Give Your Swing A Tune Up

Fix your swing faults and lower your score in 30 minutes

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I turned my body first rather than starting with a lateral hip shift.
A proper golf swing is one that stores up a lot of power in the backswing and then releases it in the downswing. Unfortunately a lot of golfers tend to get off path in the downswing and lose power. This happens when the shoulders turn too quick in the start of the downswing, often causing the clubshaft to go outside the ideal downswing path, which often leads to an open clubface producing a high, weak sliced shot—not a winning combination.

Turning the body first in the transition before bracing the left foot will cause a loss of clubhead force. To hit with power, start your downswing with a lateral hip shift instead, keeping your back to the target until your left foot is braced. As you do this, feel a slight increase in your knee flex. This creates a slight downswing squat that all great players have. It also stabilizes the upper body in the transition and allows your hands, arms and shoulders to follow in the proper downswing sequence. As a result, you'll have a firm left side and deliver the clubhead into the ball from inside of the target line and create a down and out swing path with maximum clubhead force. So shift first, then turn—just like throwing a ball!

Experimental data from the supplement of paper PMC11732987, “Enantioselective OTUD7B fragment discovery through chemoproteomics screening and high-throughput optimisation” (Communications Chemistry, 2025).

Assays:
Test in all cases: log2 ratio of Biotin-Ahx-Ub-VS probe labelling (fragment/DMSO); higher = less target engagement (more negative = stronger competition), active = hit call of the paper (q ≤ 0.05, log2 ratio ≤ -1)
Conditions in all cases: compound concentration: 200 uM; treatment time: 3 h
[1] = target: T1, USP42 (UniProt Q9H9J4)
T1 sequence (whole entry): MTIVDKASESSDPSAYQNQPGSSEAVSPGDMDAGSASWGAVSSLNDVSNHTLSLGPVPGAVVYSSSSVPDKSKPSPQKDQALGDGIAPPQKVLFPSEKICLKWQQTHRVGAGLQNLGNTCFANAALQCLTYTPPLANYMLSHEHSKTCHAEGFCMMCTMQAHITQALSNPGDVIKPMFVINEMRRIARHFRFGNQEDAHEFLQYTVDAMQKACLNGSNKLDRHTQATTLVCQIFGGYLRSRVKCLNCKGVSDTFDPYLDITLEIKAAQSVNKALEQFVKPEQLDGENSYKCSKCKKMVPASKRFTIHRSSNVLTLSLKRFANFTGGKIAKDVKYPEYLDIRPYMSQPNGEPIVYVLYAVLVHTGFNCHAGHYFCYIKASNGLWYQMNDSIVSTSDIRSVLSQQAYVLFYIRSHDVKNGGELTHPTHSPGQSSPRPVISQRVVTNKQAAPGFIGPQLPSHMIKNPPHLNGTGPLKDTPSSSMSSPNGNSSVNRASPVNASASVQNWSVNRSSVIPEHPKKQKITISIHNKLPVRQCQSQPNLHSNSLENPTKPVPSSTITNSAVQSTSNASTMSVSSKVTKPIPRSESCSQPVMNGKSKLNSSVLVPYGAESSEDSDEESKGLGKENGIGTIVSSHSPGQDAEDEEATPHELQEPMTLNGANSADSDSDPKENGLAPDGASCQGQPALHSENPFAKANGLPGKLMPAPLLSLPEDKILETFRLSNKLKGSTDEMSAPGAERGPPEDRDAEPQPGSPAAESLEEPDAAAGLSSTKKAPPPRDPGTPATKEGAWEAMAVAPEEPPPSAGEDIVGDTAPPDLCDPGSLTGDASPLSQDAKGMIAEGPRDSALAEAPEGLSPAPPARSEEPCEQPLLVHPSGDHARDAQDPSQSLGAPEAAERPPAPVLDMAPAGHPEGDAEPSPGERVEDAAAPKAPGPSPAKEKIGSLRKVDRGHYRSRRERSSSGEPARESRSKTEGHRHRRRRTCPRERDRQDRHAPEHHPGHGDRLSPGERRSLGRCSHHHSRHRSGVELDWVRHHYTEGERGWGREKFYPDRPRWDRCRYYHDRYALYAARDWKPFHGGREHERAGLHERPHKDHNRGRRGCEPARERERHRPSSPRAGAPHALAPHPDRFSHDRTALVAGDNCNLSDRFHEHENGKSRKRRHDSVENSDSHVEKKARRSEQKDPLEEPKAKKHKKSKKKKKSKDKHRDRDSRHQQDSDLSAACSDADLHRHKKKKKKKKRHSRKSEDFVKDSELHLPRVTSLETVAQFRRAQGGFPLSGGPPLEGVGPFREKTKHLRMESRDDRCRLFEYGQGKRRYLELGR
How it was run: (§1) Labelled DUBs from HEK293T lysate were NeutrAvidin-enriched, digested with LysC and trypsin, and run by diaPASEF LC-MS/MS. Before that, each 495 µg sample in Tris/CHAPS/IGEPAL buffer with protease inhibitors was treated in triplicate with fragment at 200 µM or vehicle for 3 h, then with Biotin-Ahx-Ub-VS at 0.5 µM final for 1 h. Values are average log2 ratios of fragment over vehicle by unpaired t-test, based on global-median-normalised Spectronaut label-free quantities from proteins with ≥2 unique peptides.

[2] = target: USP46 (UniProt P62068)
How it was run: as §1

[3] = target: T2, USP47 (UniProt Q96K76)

Anytime you make a swing that's out of balance, your rhythm and tempo get disrupted. And when that happens, it's very hard to make solid contact.

To remedy this, you must first set up properly so that you're in balance. To do this, tilt from your sternum as you see me doing in the top two color photos. This places your head, shoulders and arms in front of the balls of your feet while your hips, thighs and lower back tilt behind your ankles. When you're in this position, you're counterbalanced. A good way to check your balance is to lift up either the heels or balls of your feet without changing your knee flex. If you can do that, you're in good shape.

For a visual check, use a mirror or a sliding glass door and picture two vertical lines, one that runs up from your ankle, and the other from the balls of your feet. What's in front of your forward vertical line is counterbalanced by what's behind the back vertical line. Once you're balanced, hit some ½ to ¾ wedge shots. Swing the club, turn the hips and finish in balance facing the target. The correct blending of hands and hips while in balance will establish the correct rhythm and tempo. Remember that feeling when you transition to full swings—just stay in balance until the ball lands!


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